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K. Blennow, H. Zetterberg

J Prev Alz Dis 2015;2(1):46-50

The number of failed Alzheimer’s disease (AD) clinical trials on Aβ-targeting drugs is increasing. The explanation for this is most likely multi-factorial. An optimistic standpoint is that trials have to be on patients in an earlier stage of the disease, before neurodegeneration is too severe, to show efficacy, and probably also of longer duration. Further, there is a general agreement that enrolled patients have to be diagnosed based on combined clinical and biomarker criteria, to avoid noise from the large proportion (20%) of cases that are misdiagnosed if only clinical criteria are used. Last, the poor predictive power of translating an “anti-Aβ” or “anti-plaque” effect from AD transgenic animal models to AD patients also calls for biomarkers to verify target engagement in man, and to show downstream effects of Aβ-targeting drug candidates in AD patients. The focus of this review is on the possible role of cerebrospinal fluid (CSF) biomarkers in AD clinical trials for diagnostics, and thus patient enrichment, and for theragnostics, to provide evidence of target engagement of the drug on Aβ metabolism or aggregation, and of effects on the molecular pathology of the disease.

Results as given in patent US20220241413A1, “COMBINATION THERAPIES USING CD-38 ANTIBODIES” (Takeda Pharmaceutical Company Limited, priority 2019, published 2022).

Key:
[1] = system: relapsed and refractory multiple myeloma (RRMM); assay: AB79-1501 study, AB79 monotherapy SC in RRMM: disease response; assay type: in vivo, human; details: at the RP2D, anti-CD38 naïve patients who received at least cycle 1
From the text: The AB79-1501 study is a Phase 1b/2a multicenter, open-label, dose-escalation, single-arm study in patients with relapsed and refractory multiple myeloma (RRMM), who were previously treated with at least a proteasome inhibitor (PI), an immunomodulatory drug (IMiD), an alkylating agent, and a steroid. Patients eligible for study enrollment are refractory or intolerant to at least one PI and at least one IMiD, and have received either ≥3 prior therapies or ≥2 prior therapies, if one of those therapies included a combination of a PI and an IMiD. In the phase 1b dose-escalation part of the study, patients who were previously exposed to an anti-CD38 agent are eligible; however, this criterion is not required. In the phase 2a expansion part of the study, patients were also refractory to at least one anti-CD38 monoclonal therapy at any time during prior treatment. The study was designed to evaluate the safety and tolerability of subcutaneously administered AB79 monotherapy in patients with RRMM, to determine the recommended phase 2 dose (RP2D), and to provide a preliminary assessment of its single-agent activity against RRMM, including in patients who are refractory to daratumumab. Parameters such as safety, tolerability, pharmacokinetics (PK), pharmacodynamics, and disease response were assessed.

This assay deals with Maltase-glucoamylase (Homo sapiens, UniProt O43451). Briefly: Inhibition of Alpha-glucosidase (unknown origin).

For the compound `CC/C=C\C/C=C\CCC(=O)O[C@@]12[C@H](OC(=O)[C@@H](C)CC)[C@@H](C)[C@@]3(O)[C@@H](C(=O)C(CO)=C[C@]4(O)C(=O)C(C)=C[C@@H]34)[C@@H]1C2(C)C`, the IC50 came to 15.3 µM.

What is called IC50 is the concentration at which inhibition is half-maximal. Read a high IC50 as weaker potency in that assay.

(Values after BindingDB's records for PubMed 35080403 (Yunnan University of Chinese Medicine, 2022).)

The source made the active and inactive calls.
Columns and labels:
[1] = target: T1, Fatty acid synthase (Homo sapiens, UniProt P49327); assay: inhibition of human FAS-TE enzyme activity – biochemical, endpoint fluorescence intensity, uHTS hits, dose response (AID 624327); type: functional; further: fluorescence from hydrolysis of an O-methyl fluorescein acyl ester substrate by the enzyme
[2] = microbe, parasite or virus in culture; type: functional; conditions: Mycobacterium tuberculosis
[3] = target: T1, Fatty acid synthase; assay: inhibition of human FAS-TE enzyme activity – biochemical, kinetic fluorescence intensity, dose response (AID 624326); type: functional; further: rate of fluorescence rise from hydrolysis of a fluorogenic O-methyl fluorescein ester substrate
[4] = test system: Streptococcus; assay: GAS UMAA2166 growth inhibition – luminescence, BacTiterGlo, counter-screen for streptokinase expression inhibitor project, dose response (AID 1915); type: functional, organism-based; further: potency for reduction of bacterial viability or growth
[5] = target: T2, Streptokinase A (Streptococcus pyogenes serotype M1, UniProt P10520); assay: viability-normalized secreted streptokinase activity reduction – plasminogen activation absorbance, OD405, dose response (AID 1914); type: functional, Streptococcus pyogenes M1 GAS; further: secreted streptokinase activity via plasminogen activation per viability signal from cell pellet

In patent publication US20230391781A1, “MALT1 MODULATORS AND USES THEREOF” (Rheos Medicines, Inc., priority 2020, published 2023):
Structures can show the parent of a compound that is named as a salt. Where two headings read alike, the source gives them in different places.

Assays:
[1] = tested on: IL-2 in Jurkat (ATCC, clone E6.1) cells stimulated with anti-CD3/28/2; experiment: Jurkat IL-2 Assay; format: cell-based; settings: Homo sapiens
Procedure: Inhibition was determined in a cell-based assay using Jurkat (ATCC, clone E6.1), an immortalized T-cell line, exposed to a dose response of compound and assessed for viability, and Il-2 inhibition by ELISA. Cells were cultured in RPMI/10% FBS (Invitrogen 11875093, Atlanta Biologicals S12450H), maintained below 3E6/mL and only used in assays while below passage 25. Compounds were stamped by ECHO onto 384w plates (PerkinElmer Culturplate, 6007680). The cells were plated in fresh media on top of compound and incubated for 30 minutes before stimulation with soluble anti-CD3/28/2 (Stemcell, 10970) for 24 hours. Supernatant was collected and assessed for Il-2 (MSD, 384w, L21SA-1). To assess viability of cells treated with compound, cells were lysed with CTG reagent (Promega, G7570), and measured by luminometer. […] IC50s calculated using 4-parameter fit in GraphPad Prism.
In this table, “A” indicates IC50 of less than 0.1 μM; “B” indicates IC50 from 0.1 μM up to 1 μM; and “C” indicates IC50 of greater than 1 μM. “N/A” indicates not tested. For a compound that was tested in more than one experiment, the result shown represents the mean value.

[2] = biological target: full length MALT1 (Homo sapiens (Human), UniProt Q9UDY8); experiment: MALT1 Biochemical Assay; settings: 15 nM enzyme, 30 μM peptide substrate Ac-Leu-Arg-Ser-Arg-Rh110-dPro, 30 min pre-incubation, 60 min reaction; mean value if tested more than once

K. Blennow ; H. Zetterberg (2015): Amyloid and Tau Biomarkers in CSF. The Journal of Prevention of Alzheimer’s Disease (JPAD).

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